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Times of Change


A friendly place

Natalie, who worked in Vietnam for several years explains, ‘it is a very warm and friendly country. I am surprised about how easy it is to be there. The culture is easy going, the people are so friendly, the food is good.’

‘There are not many things you can do in the culture that will make people have nothing to do with you because they are very gracious and welcoming to foreigners.’

The country has miles of coastline and has been described to look like a ‘wet foot’ when you view it on a map. The cuisine is much celebrated and renowned as one of the healthiest in the world with its reliance on fresh ingredients, herbs and vegetables.


Most Vietnamese people would describe themselves as Buddhist but, in fact, they more often combine this with worship of ancestral spirits. While around 8 per cent are Catholic, just 1.8 per cent are evangelical Christians, and these are predominantly among a few ethnic minority groups.

Whilst there are some restrictions placed on religious practices including Buddhism and Christianity, there is still activity that people can engage within those controls. For instance the Bible is readily available and is printed and distributed from inside the country.

Although the Church has seen very healthy growth in the last twenty years there are still vast numbers of people who remain unreached. In the north of the country only 0.1 per cent of the majority Vietnamese population are Evangelical Christians and there are large minority people groups with even lower numbers.

Reaching out

To reach into those groups of people, a good understanding of the culture is needed and whilst evangelists have been able to impact in city areas they can struggle in rural areas without cultural knowledge.

‘Spending time on training the many Christians we know in churches and developing good partnerships with churches is one way of being effective.’ Tells Natalie. ‘It would be great to mobilise the Vietnamese to reach out to minority groups.’

There has been a high amount of persecution of the Church in recent years and for this reason there is some fear of engaging with others. The national Church can tend to be a bit of a closed community.

Food culture is very popular and many people like to eat out. Natalie tells one of the dishes, ‘Pho’ which is a noodle soup. Karaoke is also very popular, ‘the Vietnamese have their own popular songs but Vietnamese Christians do not like to go along because of the drinking and singing.’ However she sees this something which should be challenged, ‘That is where they could meet people’ and, ‘if a Christian went there they could sing a Christian song and people could learn that way.’

Embracing reservations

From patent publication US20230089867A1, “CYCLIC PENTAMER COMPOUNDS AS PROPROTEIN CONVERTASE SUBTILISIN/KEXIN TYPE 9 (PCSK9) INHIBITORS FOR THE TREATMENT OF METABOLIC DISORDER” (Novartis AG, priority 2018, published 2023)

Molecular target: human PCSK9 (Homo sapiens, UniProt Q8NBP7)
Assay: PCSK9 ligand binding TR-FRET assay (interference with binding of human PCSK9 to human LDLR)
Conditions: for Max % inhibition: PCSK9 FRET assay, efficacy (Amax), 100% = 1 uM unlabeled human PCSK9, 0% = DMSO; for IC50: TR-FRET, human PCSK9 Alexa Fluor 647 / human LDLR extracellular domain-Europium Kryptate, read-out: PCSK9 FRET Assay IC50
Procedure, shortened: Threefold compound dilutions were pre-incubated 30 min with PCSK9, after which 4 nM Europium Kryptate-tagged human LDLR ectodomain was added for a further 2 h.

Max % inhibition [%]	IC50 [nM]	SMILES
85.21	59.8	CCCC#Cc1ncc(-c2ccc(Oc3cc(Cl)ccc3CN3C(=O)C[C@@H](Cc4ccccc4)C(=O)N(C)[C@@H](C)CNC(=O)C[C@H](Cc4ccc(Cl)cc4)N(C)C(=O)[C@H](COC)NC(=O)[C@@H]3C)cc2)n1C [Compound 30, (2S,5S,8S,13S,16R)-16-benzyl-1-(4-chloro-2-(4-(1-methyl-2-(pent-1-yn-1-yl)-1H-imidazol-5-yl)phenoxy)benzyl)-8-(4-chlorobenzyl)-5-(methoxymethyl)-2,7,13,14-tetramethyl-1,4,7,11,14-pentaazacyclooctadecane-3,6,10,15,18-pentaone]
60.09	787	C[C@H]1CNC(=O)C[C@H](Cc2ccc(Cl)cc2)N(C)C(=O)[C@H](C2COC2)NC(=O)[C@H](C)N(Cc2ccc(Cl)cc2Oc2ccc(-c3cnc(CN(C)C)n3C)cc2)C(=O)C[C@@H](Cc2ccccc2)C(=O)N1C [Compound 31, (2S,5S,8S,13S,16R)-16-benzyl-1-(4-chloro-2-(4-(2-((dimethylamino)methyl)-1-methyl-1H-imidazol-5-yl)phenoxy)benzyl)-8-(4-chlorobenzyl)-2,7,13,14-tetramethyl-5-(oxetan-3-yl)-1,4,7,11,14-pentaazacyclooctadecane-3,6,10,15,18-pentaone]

Christianity has a reputation as an American religion, which can bolster the reservations of the older generation but Natalie is hopeful, ‘It is not necessarily a negative thing for the younger generation who haven’t grown up with the (American) war. In fact there is openness to foreign things. The difficulty is making it relevant to them – that it’s a Vietnamese thing not just a foreign thing.’

People generally believe in God as a creator, but there are animistic influences and a tendency towards a ‘tag-on’ culture where people mix and add beliefs their existing practices.

Many believe in ancestor worship. This can create a barrier with the older generations to Christianity as they worry that they will not be cared for in the afterlife with no one offering gifts and worship to them.

Changed lives

‘Some Christians don’t mention anything for three or four years, it might not always be right, but it allows people to see. The Vietnamese believe by what they see and “changed lives” is the best evidence.’ Says Natalie.

Demonstrating that, ‘being concerned about parents, loving and honouring them is important, rather than simply declaring to them that they are Christian.’ She adds, ‘allowing their parents to turn and seek to find out why they have changed.’

The main virtues required to assist the Gospel in the field are dedication and patience. It can take many years, spending time, building relationships, learning to understand the culture and language and earn respect. ‘You have to walk with the people until they are ready to hear’ tells Natalie and, ‘allow the roots of the Gospel to go deeper.’

With OMF’s participation in the country being one of the lowest in its field, new volunteers are welcome and contrary to stereotype they should find a warm and friendly setting, with an ever developing youth culture.

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